A young Beira fan starts a dance-off

After fifteen minutes of rest, the band kicked back into gear to mark the start of the second half. Familiar chants of ‘Ole, ole ole ole, Beira, Beira’ broke out, with the home team now shooting towards the goal directly in front of us.

A man dressed in full baker’s uniform had shown up over half-time – clearly having made his way straight from the end of a shift – and found himself a space down to our left. Beira, spurred on by the atmosphere their fans were creating, began to dominate the play.

Their ‘Nani’ clone performed a wonderful dummy along the near touch-line, taking three defenders out of the game before putting a dangerous cross in which was the keeper eventually claimed.

This prompted one of the younger fans to rush to the front of the stand to repeat the manoeuvre for those who missed it.

Not a minute later, the number seven found himself on the end of a cross, and delicately flicked the ball into the net – sparking another round of mass hysteria from the home support.

While the celebrations were still in full flow, an opportunistic young woman pulled out a set of lottery tickets from her bag, hoping to cash in on the euphoria around the stadium.


Despite the home team being completely on top, the drumming did not subside. The final half-hour of the game was played at a tempo just as high as the opening minutes.

As the game went on the challenges became more and more physical. Eventually, one of the Tete players – possibly over-enthused by the relentless drumming – took out Beira’s number twenty-two with a horrendous elbow

The referee performed his best Statue of Liberty impression as he brandished a yellow card, drawing a choreographed chant which I only understood one word of ‘vermelho’, the Portuguese for ‘red’.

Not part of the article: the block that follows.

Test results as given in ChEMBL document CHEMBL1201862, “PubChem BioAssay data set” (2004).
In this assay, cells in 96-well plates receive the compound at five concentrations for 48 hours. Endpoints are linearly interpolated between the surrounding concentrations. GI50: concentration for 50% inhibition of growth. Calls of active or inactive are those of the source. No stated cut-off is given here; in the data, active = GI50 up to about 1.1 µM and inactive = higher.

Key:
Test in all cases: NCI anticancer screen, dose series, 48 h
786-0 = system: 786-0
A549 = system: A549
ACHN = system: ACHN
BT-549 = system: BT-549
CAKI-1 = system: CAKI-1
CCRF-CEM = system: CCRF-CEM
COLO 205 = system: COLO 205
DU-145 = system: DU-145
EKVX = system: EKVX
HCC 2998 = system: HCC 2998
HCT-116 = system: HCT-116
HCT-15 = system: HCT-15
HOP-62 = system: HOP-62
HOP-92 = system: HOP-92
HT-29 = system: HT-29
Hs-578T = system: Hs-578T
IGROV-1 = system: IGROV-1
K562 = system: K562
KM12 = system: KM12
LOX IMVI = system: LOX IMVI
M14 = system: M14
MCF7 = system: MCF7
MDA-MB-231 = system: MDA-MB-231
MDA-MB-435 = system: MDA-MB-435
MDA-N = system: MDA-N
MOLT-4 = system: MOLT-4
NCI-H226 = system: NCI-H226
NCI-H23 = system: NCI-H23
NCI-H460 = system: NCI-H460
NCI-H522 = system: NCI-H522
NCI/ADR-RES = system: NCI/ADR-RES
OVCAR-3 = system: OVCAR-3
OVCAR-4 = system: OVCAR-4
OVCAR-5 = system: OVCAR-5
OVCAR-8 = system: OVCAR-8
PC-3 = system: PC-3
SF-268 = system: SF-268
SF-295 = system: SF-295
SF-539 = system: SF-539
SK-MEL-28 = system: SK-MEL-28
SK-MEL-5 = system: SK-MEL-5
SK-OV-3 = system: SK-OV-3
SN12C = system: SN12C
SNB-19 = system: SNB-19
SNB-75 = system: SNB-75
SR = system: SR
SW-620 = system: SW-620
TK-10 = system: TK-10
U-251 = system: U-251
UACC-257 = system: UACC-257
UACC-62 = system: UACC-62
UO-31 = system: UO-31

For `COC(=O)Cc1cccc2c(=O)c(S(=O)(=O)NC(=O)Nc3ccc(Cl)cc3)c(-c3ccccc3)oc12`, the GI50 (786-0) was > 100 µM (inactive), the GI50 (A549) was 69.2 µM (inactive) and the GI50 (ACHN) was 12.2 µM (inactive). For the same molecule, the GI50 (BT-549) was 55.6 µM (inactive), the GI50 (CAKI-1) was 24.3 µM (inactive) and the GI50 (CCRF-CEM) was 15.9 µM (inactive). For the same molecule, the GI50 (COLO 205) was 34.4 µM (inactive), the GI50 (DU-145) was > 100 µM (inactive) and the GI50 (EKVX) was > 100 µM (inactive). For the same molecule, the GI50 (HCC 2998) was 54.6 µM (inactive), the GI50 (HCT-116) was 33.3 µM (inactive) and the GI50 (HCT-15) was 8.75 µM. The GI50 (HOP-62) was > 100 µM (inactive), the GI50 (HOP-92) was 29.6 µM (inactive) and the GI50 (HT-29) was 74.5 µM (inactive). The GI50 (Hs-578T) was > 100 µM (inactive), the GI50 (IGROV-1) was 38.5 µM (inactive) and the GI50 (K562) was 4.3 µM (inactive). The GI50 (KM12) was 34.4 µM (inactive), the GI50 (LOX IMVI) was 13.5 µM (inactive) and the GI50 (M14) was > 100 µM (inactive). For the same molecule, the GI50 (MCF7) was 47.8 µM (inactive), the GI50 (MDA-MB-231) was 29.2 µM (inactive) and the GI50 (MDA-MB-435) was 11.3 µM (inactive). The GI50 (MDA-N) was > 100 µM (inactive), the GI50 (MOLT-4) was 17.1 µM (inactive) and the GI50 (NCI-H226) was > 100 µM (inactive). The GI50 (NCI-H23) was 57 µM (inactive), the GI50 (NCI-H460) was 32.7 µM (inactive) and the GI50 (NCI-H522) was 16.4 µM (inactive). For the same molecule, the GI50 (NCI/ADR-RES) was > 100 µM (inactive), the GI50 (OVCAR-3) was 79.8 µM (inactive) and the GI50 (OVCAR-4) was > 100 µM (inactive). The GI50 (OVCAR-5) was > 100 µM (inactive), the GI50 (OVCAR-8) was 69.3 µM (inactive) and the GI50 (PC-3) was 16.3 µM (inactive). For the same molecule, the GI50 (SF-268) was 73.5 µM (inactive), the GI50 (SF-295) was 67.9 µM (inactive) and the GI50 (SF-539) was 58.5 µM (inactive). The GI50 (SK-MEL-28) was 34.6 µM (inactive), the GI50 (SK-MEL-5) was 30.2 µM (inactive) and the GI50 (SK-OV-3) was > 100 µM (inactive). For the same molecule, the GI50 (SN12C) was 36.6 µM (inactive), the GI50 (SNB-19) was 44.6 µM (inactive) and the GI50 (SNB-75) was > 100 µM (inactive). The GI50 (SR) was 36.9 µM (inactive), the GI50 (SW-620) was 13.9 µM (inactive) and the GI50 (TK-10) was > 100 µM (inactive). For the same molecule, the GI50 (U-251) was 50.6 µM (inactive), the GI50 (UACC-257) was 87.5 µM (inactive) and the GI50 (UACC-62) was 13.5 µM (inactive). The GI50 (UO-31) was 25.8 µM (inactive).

I used the break in play to check the score from Old Trafford. Still 1-1, but Danny Drinkwater had seen red. The crowd were disappointed at the news, however remained hopeful that Leicester could grab a late winner.


As the Leicester game had kicked off at 2:05pm U.K. time, it meant that Beira’s match finished with five minutes still remaining in Manchester.

The local fans were thrilled with their team’s 2-0 victory, and some stuck around to hear the final score from Old Trafford. I felt like I had my own little ‘Soccer Saturday’ going on in the corner of the ground, as I informed everybody about a late save from Kasper Schmeichel to deny Memphis Depay.

After a tense thirty seconds of Twitter inactivity, finally confirmation of a 1-1 full-time score came through. It would have been great to break the news of a dramatic Leicester winner to clinch the title, but it wasn’t to be.

Despite that, I can’t say I’ve ever enjoyed the atmosphere of a football match more than my visit to Ferroviário da Beira. The quality on-pitch wasn’t exceptional; but the quality off-pitch was an experience of a lifetime.

A trip to a well-supported non-league side in the U.K. is about as close as you will get to matching the carefree environment of an African football match – though the thought of a dance-off at Dulwich Hamlet next time I go to a game isn’t something I really want to think about!



Author Details

Lewis Blakeman

Student at University of Bristol. Can't afford to watch Chelsea, so follow Dulwich Hamlet home and away. Big fan of Latin American football. Currently based in Mozambique.

One thought on “The Mozambique Moçambola – Ferroviário da Beira v Chingale de Tete

  1. Sounds brilliant. You need to get to the Aftican Nations Cup in Gabon in January! Will be plenty of this type of atmosphere.

    Ghanaians always assumed I was a scout when I lived there. Some thought I was pretending to lie low when I denied it and would still bring a teamsheet and highlight the best player.